Resolvers were initially developed for military applications and are probably best known as the preferred feedback solution in harsh environments. Where optical or magnetic encoders are sensitive to dust, liquids, and magnetic fields, resolvers can operate in dirty, humid, wet, and high-radiation environments. But what is it that makes them so robust under conditions that would damage or interfere with other feedback devices? The key is separation of the electronics from the resolver itself.
A resolver is essentially a rotating transformer, consisting of a rotor with one primary winding and a stator with two secondary windings. The two secondary windings are oriented 90 degrees from each other and are referred to as the sine and cosine windings. The rotor is attached to the rotating part that is being measured — such as a motor shaft — and the stator is stationary.
An AC voltage with constant frequency (in the range of 2 kHz to 10 kHz) excites the primary winding, which induces voltage in the two secondary (sine and cosine) windings. The induced voltages will have the same frequency as the supply, or reference, voltage, but because the two secondary windings are 90 degrees out of phase, the induced voltages in the secondaries will also be 90 degrees out of phase.
The amplitudes of the induced voltages are proportional to the angular position of the shaft. Therefore, the shaft angle can be determined by taking the arctangent of the ratio of the sine voltage to the cosine voltage (sinθ/cosθ = tanθ). And because shaft position is determined only by the voltage ratio of the secondary windings, the position information is absolute, meaning the resolver can always determine the shaft position — even if it has been powered down and restarted — without having to move to a reference or index signal.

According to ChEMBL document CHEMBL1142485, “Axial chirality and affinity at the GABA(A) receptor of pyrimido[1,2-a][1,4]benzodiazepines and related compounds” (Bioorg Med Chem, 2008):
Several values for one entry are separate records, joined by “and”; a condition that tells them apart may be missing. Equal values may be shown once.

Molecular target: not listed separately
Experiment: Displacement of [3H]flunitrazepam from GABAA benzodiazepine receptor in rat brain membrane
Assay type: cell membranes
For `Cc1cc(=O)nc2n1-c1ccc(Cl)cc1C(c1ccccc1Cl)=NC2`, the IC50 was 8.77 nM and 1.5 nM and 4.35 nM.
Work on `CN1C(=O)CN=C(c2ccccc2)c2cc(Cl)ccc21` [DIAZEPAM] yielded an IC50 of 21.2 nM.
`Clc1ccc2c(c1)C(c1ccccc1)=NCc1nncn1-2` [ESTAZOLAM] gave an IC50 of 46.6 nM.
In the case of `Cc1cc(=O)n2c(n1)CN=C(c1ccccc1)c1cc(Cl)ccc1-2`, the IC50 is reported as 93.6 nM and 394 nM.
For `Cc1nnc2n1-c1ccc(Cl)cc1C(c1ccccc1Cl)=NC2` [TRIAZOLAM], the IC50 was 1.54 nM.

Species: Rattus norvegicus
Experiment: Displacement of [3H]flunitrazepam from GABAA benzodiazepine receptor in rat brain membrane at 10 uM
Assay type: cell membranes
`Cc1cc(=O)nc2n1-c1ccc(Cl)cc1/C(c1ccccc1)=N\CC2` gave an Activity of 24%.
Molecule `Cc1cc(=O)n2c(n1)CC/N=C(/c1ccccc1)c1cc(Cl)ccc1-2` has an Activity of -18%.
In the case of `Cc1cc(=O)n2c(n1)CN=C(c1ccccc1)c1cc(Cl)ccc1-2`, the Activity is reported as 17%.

Note that no mechanical components, optics, or sensors are required for a resolver to work. This is the key to the resolver’s ruggedness. The electronics that convert the resolver’s analog output to a digital signal (sometimes referred to as an R/D converter) that the controller can accept are housed separately from the resolver itself. This means that contamination, vibration, extreme temperatures, and even radiation have little or no effect on the resolver’s operation.
In theory, resolvers have infinite resolution, since every rotational position of the shaft is associated with a unique sine/cosine voltage. But signal conditioning — the R/D converter — limits both accuracy (typically in the range of 3-15 arcminutes) and rotational speed (typically 5000 rpm or less).
One way to achieve higher accuracy is to use a multi-speed resolver. In this design, the number of magnetic poles is increased, so each mechanical revolution creates multiple sine and cosine curves. The downside of multi-turn designs is that they lose the ability to provide absolute feedback. But there is a way to get absolute feedback and better accuracy from resolver set-ups — by mounting, or “stacking,” a single-speed resolver on top of a multi-speed resolver.
Feature image credit: Dynapar